Where Do We Go From Here?

September 2, 2018
Rev. Alanna Simone Tyler

Psalm 15; Mark 7:1-8, 14-15, 21-23

In high school I entered the annual oratory contest sponsored by the congregation where I grew up. The first year I entered I wrote and delivered a speech. Another student, Todd, delivered a speech written by the Reverend Dr. Martin Luther King Jr. and won the contest. The following year I entered the contest and selected a speech also written by Dr. King entitled, “Where Do We Go from Here?” addressed to the Southern Christian Leadership Conference in 1968. Dr. King’s opening line of this powerful speech is: “Now, in order to answer the question, “Where do we go from here?”…we must first honestly recognize where we are now.”

At the point we enter Mark’s gospel this morning we find the Pharisees and others who were deeply committed to the tradition of the elders carefully watching and listening to Jesus. We find them struggling to recognize where Jesus’ teaching might take them. I imagine they were preoccupied with the question, ‘where do we go from here?’ As the Pharisees listened to Jesus they became increasingly anxious and uncertain.  They noticed one sign after another that Jesus and those who followed him—with their words and behaviors—were leading the people of God, it seemed, away from the tradition of the elders.

According to the tradition of the elders there were recommended behaviors and practices through which God’s people demonstrated that they lived for God alone. The Pharisees believed that God’s people stood the best chance of fulfilling what God required of them by following the tradition of the elders. The elders’ values, practices and rituals were a reliable source of wisdom for God’s people.  The practices and rituals passed from generation to generation shaped the identity of the people and through them the people demonstrated they believed that they and everything created belonged to God. Because God was not excluded from any part of their lives there were rituals and practices covering every aspect of life. The tradition of the elders was supposed to function as a constant reminder for God’s people that they were ever in the presence of and dependent on God. The traditions were the way, they thought, for an unholy people to stay in relationship with a holy God.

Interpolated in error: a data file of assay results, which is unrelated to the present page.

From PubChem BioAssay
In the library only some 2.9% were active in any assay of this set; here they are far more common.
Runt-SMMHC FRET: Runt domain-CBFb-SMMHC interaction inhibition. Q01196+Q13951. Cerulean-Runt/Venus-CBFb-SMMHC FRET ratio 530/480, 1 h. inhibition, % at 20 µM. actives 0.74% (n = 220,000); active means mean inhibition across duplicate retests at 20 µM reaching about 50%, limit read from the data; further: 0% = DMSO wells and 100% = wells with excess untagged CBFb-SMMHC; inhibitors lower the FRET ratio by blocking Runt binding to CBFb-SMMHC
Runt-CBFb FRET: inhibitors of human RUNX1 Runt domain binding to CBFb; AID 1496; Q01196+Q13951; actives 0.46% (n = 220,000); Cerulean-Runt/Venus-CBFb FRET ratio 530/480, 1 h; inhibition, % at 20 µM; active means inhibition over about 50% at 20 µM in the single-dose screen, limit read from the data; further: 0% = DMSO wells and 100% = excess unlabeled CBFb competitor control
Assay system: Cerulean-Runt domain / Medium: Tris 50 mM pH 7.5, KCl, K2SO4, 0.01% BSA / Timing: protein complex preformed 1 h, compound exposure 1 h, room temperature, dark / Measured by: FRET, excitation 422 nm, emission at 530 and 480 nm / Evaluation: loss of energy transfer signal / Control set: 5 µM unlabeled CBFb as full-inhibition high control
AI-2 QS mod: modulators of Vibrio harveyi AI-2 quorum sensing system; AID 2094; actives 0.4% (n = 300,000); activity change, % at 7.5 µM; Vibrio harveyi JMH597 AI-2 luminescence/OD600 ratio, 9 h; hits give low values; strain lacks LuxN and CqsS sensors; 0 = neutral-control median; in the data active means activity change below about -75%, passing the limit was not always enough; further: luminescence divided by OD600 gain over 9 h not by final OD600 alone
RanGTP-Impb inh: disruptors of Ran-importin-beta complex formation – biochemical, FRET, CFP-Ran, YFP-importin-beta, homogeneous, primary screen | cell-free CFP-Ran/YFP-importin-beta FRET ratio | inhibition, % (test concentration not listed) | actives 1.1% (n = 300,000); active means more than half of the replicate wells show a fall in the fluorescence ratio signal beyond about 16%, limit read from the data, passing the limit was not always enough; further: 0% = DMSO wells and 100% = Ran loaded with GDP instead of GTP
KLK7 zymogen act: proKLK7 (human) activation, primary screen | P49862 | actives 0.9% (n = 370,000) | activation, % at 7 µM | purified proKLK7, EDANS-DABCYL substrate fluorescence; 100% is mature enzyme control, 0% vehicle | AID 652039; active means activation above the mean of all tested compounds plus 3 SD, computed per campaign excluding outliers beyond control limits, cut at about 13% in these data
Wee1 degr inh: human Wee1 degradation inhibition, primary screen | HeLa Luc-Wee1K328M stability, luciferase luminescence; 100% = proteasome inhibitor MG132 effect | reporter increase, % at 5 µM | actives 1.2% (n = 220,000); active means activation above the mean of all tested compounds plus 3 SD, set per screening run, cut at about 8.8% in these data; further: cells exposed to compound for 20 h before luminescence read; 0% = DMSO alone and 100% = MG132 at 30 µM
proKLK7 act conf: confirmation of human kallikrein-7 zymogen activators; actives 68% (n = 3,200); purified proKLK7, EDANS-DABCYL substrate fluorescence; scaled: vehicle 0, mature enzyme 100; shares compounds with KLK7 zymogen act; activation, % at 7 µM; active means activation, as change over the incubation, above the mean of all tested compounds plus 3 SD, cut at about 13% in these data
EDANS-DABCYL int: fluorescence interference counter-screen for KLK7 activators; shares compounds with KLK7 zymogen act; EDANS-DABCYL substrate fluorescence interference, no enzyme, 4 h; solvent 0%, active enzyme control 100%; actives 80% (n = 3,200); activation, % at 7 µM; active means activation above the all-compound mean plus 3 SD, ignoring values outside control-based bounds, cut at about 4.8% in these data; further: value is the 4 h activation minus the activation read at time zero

Jesus’ teaching and behaviors were at times centered in the tradition and at other times quite untraditional. At the beginning and throughout his ministry Jesus demonstrated he was knowledgeable of but not bound by the tradition of the elders.  In his ministry Jesus:

  • announced that in his coming God’s rule had begun;
  • called men away from their family vocations as fishermen so that they could become his students;
  • ate dinner with a tax-collector-turned-disciple and with others who were sinners according to tradition;
  • defended his disciples after they were seen collecting and eating grain in violation of Sabbath tradition; and